This rich significance was brought back to spotlight when late Tamil Nadu Chief Minister Annadurai started giving interviews in his lungi. It was an act of political rebellion in clothing, to not just normalise but also underscore the ethnic significance of lungi. After a major gap, Karnan (2021), a Tamil feature film directed by Mari Selvaraj did that work for lungi where the hero Dhanush was seen in lungi throughout the film.
Purushu Arie mentions, “In Mari Selvaraj’s Karnan, the elderly people who are accustomed to the bullying of dominant castes wear vetti & thundu to dress on par with savarna supremacy. In contrary, the more rebellious youngsters of Puliyankulam are depicted in lungis – where the fabric symbolises their non-conformity to the established sartorial politics.”
Thus, the centralisation of the zero waste product lungi doesn’t just pave way to sustainability but also the deconstruction of power relations in fashion. But the only question that remains is, “will lungi ever be accepted by the mainstream society, even if it is one of the most cost-efficient ways to sustainable fashion?”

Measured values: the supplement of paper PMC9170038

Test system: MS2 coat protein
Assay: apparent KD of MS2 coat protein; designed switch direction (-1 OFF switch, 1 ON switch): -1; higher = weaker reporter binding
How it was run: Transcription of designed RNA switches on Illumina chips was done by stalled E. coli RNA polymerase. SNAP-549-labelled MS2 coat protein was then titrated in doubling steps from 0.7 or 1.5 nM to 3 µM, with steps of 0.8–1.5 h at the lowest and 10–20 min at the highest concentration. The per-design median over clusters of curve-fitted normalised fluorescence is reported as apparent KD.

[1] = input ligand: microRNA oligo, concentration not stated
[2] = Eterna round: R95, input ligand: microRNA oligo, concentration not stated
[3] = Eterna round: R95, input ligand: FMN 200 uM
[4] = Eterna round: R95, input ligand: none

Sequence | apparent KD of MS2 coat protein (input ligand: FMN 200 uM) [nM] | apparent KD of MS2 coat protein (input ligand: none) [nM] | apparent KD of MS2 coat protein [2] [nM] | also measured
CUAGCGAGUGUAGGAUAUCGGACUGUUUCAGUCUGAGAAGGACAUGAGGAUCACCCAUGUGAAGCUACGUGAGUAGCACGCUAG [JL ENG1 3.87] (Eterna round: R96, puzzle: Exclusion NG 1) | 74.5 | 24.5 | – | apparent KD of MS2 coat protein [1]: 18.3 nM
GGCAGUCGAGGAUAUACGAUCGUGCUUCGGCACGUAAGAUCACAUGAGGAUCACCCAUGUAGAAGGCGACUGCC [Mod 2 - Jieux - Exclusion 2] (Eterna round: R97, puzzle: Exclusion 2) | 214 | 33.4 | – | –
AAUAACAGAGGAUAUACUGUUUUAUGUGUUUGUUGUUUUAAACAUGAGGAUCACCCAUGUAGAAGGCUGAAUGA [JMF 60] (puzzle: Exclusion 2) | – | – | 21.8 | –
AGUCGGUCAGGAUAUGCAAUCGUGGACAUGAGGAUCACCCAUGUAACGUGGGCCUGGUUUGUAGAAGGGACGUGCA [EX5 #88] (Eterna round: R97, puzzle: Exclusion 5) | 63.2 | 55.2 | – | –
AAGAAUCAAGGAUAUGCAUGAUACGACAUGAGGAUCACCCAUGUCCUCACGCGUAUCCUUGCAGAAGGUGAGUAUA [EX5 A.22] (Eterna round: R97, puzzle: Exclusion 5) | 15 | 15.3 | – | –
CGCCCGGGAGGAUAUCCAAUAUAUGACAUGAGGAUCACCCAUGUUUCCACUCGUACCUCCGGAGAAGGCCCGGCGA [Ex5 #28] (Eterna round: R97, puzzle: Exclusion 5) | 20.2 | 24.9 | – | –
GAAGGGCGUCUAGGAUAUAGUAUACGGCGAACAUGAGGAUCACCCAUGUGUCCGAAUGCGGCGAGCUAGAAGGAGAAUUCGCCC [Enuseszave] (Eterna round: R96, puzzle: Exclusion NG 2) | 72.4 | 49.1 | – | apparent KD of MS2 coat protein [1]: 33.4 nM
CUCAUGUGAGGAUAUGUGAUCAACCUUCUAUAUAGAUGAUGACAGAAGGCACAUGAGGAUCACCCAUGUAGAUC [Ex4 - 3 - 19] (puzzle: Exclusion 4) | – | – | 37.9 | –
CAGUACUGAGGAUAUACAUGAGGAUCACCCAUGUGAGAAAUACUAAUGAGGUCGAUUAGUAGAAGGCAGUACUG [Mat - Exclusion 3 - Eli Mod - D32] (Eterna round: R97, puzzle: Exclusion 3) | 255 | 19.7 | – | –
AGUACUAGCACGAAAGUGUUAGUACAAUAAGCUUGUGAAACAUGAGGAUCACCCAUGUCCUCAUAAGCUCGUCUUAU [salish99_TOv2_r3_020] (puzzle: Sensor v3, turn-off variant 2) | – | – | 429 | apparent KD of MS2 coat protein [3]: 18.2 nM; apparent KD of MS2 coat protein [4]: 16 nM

Also read: Elite Sustainability: Devaluing Local Food Practices To Match The West
Arunesh X is a Dalit writer, theatre artist, Dalit studies/ masculinities studies scholar, intersectional feminist and Dalit activist, who completed Masters from the Pondicherry University. He has worked as the Editor at the Oxford University Press, India. He writes his fiction and poetry under the pen name Hsenura. You may find him on Instagram.